What do Investment Bankers Think of AntiWork

I am curious what this board thinks of the growing trend (mostly on Reddit) to oppose work:


I am somewhat mixed on the section. On one hand, if you have a boss who is actually exploiting you, fuck that, get out. On the other hand, it seems like these people have no concept of what it actually means to put their head down and grind to enable themselves in their careers. I am curious to hear this forum's thoughts, as everyone here likely works extremely long hours in order to advance their careers. 

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Comments (31)

Most Helpful
  • Analyst 1 in IB-M&A
Oct 26, 2021 - 1:33pm

The population of Reddit on r/antiwork is just the opposite side of the same coin as the population on 4chan, or for that matter, the younger posters on WSO nowadays. Whereas the 4Chan population are a bunch of right-wing bootlicking losers with no life and no accomplishments and a permanent victim mentality, the people on r/antiwork are mostly a bunch of young progressive whiners who have accomplished nothing, have zero motivation to accomplish anything, don't take responsibility for their own actions, and also have a permanent victim mentality.

For what it's worth, I'm really not the stereotypical "pull yourself up by your bootstraps" conservatives, but there's a difference between spending all your free time online whining with a like-minded population of people with a victim mentality than recognizing the unfairness in life and each individual's circumstance and working hard in spite of that and also fighting for the betterment of others.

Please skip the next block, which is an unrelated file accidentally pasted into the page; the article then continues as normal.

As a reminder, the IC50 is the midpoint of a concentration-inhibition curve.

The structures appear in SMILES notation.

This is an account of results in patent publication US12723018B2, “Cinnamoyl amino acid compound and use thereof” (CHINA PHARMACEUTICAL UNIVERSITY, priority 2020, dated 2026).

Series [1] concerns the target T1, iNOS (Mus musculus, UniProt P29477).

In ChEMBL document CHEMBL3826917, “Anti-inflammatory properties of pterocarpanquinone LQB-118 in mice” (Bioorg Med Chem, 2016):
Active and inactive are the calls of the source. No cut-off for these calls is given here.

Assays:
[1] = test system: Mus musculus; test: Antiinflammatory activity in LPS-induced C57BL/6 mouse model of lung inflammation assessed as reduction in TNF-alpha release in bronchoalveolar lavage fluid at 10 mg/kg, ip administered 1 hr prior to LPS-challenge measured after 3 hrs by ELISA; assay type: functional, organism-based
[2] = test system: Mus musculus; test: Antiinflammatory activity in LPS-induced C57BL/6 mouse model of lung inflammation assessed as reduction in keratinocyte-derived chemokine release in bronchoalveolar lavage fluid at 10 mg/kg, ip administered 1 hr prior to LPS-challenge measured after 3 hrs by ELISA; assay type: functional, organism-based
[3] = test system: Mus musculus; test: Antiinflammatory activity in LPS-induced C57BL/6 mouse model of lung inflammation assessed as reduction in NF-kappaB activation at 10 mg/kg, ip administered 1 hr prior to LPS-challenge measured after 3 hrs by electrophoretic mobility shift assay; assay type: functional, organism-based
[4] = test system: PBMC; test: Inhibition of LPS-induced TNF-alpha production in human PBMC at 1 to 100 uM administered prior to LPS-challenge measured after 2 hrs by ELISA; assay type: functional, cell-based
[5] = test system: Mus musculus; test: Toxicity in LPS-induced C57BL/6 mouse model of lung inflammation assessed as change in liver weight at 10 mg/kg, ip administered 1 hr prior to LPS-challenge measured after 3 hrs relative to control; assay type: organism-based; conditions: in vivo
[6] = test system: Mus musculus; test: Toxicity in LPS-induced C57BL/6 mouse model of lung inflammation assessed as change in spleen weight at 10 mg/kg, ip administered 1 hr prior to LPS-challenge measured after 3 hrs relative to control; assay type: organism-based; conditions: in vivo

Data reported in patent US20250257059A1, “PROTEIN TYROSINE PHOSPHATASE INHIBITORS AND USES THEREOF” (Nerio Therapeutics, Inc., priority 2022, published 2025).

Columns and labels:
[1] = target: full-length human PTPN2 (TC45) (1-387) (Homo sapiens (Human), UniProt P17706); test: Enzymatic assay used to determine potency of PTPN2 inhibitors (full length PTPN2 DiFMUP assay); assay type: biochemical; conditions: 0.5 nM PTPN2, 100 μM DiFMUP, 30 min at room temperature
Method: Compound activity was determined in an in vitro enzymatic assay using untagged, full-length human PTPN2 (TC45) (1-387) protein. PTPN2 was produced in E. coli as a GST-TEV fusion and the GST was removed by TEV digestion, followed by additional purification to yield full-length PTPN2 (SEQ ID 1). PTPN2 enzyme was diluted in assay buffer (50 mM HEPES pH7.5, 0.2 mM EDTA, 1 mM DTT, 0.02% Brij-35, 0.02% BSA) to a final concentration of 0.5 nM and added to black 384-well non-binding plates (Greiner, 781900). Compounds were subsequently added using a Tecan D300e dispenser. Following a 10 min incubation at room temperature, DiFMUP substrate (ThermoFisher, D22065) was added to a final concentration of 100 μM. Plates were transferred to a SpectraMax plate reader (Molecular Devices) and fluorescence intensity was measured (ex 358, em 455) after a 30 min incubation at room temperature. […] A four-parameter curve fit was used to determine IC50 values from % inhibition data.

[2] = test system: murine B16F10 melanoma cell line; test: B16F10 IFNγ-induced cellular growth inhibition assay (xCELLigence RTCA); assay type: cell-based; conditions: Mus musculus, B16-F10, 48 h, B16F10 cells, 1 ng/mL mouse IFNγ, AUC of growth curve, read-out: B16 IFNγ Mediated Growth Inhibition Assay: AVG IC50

• Analyst 2 in IB - Gen
Oct 26, 2021 - 4:46pm

This is a fair response to "the elite ruined my life" but it's not a fair response to "the elite ruined my civilization". There are probably both groups in each of the ideological camps you mention, but I don't think you can completely dismiss people's concerns by implying that the only reason people are upset is because they're annoyed with their personal situation. Plenty of otherwise successful people, for example, are annoyed that a small class of rootless billionaires and tastemakers agitate for insane IDpol nonsense at home and fly to Epstein's pedo island to fuck kids while grandmas in rural Oklahoma are overdosing on Sackler Snacks. 

Oct 26, 2021 - 2:36pm